A Quick Routine to Keep Hands Strong and Limber

Sporty man stretching forearm before gym workout. Fitness strong male athlete standing indoor warming up.Whether it comes from arthritis or another source, joint pain in the hands can be excruciating. The pain itself can be debilitating, while the condition can lead to weakness that makes it hard to perform necessary tasks like opening a jar.

When joint pain affects the hands, it leads to pain and stiffness. Part of that is caused by a lack of synovial fluid, which helps lubricate joints. It is possible, however, to get synovial fluid pumping. All it takes is a little movement.


It might sound counterintuitive, but having a routine to help strengthen and lubricate your hands can help with pain management and overall functionality. Hand exercises can help keep your joints flexible, lubricated, strong, and less likely to fail you when you need them.

Here is a routine you can use to boost synovial fluid production, increase your range of motion, and prevent your own hands from holding you back. You can perform these as part of your daily routine, or when your hand begins to feel sore and stiff.

Make a Fist:

  • Hold the affected hand out with all of your fingers extended.
  • Slowly bend your finger in to form a fist (keeping the thumb outside).
  • You don’t need to squeeze tight.
  • Open your hand back up again so fingers are extended.
  • Do it 10 times, switch hands if desired.

Finger Bends:

  • Use the same starting position as the above exercise.
  • Bend thumb down towards your palm and hold for a few seconds.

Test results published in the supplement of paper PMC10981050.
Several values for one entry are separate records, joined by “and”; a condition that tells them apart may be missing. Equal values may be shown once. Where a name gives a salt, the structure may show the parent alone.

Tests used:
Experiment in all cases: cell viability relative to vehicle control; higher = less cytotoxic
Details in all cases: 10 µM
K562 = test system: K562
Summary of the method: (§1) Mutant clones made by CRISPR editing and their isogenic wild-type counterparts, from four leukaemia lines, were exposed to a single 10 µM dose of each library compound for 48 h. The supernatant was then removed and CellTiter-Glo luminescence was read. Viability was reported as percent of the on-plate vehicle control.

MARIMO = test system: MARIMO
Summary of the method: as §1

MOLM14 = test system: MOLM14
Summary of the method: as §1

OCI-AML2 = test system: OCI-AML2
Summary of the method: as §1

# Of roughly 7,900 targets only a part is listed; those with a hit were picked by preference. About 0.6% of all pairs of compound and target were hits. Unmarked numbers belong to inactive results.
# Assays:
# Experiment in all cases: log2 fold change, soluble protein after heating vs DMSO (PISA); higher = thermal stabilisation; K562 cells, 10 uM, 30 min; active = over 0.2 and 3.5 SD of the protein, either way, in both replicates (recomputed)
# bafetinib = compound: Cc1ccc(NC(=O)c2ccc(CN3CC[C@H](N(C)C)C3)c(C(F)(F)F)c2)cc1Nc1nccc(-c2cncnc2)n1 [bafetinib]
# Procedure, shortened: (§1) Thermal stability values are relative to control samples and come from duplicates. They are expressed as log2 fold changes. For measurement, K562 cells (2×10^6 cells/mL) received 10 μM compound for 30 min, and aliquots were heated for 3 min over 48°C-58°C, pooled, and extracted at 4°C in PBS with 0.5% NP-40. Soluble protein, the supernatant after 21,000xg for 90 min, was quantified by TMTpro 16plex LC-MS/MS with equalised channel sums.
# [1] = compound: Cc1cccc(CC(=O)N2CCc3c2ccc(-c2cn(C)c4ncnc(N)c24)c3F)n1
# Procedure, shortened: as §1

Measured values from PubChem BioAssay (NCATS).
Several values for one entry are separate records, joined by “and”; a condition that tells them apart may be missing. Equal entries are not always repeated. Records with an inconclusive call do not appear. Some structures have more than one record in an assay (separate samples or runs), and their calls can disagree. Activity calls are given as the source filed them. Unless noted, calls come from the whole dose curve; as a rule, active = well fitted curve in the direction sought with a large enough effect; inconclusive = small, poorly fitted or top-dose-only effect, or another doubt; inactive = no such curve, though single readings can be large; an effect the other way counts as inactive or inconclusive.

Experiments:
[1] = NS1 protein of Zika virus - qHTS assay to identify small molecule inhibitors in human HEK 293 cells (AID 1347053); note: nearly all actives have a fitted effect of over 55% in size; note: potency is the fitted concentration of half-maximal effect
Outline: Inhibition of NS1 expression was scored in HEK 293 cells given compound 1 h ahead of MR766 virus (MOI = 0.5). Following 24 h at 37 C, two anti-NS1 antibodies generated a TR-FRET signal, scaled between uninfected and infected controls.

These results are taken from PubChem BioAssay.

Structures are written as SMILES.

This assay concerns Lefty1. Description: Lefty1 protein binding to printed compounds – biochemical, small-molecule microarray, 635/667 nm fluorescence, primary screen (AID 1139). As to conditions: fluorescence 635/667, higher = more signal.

• Straighten it.
  • Repeat the same movement with each finger, individually.

Finger Lifts:

  • Place hand on a table, palm down.
  • Starting with your thumb, lift each finger slowly off of the table, one by one.
  • Hold each finger up for a second or two before lowering.

Additionally, you can perform wrist stretches too. Keeping your hand limber, warm, and well lubricated with activity and engagement can help restore independence and relieve pain.

If you’re living with joint pain in your hands, try these exercises to improve mobility as a part of your pain management protocol.

Author Bio

Mohan Garikiparithi got his degree in medicine from Osmania University (University of Health Sciences). He practiced clinical medicine for over a decade before he shifted his focus to the field of health communications. During his active practice he served as the head of the Dept. of Microbiology in a diagnostic centre in India. On a three-year communications program in Germany, Mohan developed a keen interest in German Medicine (Homoeopathy), and other alternative systems of medicine. He now advocates treating different medical conditions without the use of traditional drugs. An ardent squash player, Mohan believes in the importance of fitness and wellness.


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